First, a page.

Time goes by... (El tiempo pasa...)

Follow us:
Valencia iGEM Team Facebook Valencia iGEM Team Twitter

Our main sponsors:

Our institutions:

Visitor location:

 » Home » The Project  » Creating Technologies

Mars Simulation Chamber


We reproduce some of the characteristics that make difficult the life in Mars with this chamber. Among them we can have the atmospheric pressure between 7 and 10 mbar and the gases composition (mainly carbon dioxid).

Carring out an experiment on the MSC.

Once we achieve this humble goal, we can use the MSC to try our engineered microorganisms and observe its behavior: if it grows, just only survives without growing or dies. It’s a very important part of the project because is an easy way to prove whether the microbes can grow or at least survive in an environment with such limitations as martian atmosphere can be.


To simulate the martian atmospheric pressure and composition in order to check the surviving capability of our engineered cultures.

The equipment

Mars is an extremely harsh environment for any kind of known life form. There is no liquid water, the temperature range on the planet goes from -80º C to 20º C and the atmospheric pressure is around 7-15 mbars. Moreover, the atmospheric composition has a 95% of CO2 with no O2 present in practical terms. In the next table it is shown the main physical characteristics of Mars compared with Earth.

In this project we focus on two parameters: temperature and atmospheric pressure. Our main strategy for surviving Mars is expressing LEA protein in our cultures. In order to face the temperature issue we have designed and built a device we called Red House but in this section we will try to explain you what have we done to deal with the tough pressure conditions.

Obviously, the first step to take in order to check the capability of our cultures to survive Mars is to subject them to similar conditions here on Earth. We, basically, focused on simulating the most important atmospheric properties:

  • Pressure
  • Composition

Thanks to our sponsors we had the opportunity of visiting the National Astrobiology Center in Madrid. There we could visit their laboratories and equipment and talk with the researchers working with them. It was specially interesting the section of Instrumentation for Planetary Exploration and Simulation Chambers. Thanks to them we defined our goals with much more precision and we realized what parameters were reasonable to simulate with our time and budget.

Back from Madrid we decided that in order to simulate the martian pressure we would use a low pressure chamber. Its volume is 8 l, which is very appropriate for conducting small experiments with several cultures. The pressure that it is capable to reach is around 10 mbars, which is perfect to simulate the martian conditions. The following pictures show the MSC connected to the vacuum pump in the lab.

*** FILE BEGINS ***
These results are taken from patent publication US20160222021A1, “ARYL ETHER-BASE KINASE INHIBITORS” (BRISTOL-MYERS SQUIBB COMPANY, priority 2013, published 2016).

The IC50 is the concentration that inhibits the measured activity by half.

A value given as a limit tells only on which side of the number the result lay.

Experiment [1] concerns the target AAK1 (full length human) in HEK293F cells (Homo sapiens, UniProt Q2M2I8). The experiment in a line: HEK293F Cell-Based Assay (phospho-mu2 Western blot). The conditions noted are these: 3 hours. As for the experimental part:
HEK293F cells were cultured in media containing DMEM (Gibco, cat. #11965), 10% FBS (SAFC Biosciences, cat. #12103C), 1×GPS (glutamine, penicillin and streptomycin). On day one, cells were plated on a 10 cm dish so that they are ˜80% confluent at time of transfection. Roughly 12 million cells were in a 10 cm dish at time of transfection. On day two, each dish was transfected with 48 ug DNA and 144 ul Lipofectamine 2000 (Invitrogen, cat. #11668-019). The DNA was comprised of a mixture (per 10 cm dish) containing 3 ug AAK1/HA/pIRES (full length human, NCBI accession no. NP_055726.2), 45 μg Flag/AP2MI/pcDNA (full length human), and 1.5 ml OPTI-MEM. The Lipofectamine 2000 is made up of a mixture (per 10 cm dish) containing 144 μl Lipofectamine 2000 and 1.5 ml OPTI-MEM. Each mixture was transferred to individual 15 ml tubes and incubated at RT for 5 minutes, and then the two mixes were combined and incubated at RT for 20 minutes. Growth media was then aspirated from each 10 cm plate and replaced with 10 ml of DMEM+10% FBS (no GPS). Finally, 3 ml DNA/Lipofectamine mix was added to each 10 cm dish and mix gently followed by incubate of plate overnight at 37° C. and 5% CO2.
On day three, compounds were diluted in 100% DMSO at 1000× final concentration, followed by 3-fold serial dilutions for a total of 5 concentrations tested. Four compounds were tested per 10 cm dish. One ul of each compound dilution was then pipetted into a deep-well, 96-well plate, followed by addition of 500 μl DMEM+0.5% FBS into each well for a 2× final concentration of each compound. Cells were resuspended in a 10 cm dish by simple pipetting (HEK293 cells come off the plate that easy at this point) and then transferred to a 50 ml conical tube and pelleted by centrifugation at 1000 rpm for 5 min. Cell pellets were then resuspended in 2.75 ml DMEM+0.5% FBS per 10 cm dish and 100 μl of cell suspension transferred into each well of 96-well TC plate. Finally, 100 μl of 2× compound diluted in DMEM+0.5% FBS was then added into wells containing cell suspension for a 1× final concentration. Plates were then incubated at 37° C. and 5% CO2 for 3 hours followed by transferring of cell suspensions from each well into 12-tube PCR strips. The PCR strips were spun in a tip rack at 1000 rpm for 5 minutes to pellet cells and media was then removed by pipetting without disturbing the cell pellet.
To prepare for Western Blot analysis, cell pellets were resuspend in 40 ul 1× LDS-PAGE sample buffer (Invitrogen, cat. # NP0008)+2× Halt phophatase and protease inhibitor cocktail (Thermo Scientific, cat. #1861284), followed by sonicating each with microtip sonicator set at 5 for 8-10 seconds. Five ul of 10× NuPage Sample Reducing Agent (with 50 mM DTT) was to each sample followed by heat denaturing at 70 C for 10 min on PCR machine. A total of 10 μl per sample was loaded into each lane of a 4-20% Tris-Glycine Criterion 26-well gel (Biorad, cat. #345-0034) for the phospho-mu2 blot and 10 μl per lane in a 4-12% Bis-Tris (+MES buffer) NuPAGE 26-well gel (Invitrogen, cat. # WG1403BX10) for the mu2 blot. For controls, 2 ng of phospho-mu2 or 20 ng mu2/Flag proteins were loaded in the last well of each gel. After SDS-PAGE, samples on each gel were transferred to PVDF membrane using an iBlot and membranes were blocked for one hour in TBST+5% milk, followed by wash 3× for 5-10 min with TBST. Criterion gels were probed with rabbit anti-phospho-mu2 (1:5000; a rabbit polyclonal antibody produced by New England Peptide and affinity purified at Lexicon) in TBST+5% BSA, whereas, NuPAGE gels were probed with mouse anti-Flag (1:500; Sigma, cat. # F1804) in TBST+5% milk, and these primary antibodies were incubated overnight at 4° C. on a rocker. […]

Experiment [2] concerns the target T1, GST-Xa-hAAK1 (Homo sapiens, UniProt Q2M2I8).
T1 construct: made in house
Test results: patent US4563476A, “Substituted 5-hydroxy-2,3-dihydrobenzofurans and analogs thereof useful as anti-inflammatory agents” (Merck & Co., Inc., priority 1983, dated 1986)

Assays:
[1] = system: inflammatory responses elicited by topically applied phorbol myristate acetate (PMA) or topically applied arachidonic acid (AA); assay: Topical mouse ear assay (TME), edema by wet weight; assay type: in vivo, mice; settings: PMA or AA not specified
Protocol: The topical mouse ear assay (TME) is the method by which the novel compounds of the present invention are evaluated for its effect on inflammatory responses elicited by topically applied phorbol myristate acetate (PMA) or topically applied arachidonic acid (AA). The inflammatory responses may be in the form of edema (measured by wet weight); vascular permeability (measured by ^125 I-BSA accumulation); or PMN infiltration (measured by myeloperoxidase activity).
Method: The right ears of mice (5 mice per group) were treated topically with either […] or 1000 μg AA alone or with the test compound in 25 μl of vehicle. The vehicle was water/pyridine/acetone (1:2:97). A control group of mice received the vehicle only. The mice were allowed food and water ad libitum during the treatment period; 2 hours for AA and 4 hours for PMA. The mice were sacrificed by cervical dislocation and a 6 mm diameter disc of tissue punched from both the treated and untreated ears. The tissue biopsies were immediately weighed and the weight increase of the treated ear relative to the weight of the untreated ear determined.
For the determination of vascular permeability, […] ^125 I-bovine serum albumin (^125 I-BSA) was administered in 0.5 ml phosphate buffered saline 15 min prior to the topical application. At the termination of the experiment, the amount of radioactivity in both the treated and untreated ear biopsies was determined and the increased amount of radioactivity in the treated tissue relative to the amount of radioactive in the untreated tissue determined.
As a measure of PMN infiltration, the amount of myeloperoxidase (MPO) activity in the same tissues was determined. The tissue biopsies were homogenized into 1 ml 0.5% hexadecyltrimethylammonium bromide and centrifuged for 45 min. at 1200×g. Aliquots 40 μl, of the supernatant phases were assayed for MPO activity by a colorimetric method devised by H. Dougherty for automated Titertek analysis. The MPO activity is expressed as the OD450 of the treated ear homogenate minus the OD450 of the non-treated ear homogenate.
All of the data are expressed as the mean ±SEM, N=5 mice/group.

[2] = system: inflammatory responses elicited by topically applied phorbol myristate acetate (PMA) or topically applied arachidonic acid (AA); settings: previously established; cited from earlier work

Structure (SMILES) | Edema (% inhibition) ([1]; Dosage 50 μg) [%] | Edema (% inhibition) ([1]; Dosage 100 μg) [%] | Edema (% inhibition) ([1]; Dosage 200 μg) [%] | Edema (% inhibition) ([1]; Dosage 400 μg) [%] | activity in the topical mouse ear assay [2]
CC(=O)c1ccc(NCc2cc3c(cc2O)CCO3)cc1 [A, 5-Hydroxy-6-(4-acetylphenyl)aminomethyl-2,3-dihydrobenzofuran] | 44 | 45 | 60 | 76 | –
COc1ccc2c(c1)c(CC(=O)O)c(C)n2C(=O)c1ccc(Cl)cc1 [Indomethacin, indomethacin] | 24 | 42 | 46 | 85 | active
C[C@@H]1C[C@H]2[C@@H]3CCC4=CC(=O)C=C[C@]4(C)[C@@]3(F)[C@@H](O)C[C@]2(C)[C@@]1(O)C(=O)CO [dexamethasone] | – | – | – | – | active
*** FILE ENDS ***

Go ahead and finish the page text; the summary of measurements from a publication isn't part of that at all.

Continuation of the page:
Schematic representation of the martian atmosphere forming inside the MSC.

The second atmospheric parameter we wanted to simulate was the composition. As it has been shown previously, the martian atmosphere is mainly CO2. We used frozen carbon dioxide to generate the CO2 inside the chamber. The amount of frozen carbon dioxide needed to fill the chamber was calculated. On the other hand, CO2 is (fortunately for us!) heavier than N2 and O2 so the CO2 pushes out those gases as it becomes gas inside the MSC. Therefore, in order to achieve a martian atmosphere, we only had to wait until the frozen carbon dioxide became gas and then close the chamber and connected to the pump. In the next picture you can see the process:

Schematic representation of the martian atmosphere forming inside the MSC.

In short, we simulate the martian atmosphere by using a low pressure chamber and frozen carbon dioxide. In this context we carried out a series of experiments with our Saccharomyces cerevisiae and E. Coli cultures.

The experiment

We developed a series of simple experiments in order to check the survival and growing capability of our engineered cultures exposed to the martian-like environment inside the Mars Simulation Chamber.

Both yeasts and bacteria cultures were placed inside the MSC. Two different controls were disposed for each culture. The first control was placed inside the MSC as well but it lacked any genetic modifications (neither prionic switch in yeasts or expressing LEA protein in bacteria). The second control was located outside the MSC with normal pressure and Earth atmosphere composition. The entire duration of the experiment was about 5 days.

Cultures growing inside the Mars Simulation Chamber.
Saccaromices cerevisiae cultures.
E. coli cultures.

In the pictures below we can appreciate the growth of each culture. Saccharomices cerevisiae grew with no problems at all in a rich CO2 atmosphere. The very low pressure conditions did not affect the yeast in anyway either. Yeasts dealt with martian conditions very well.

E. coli showed a slower growth than yeast probably due to its difficulty to live in a CO2 rich environment. Low pressures did not affect them in anyway, or at least, it was not a growth limiting factor.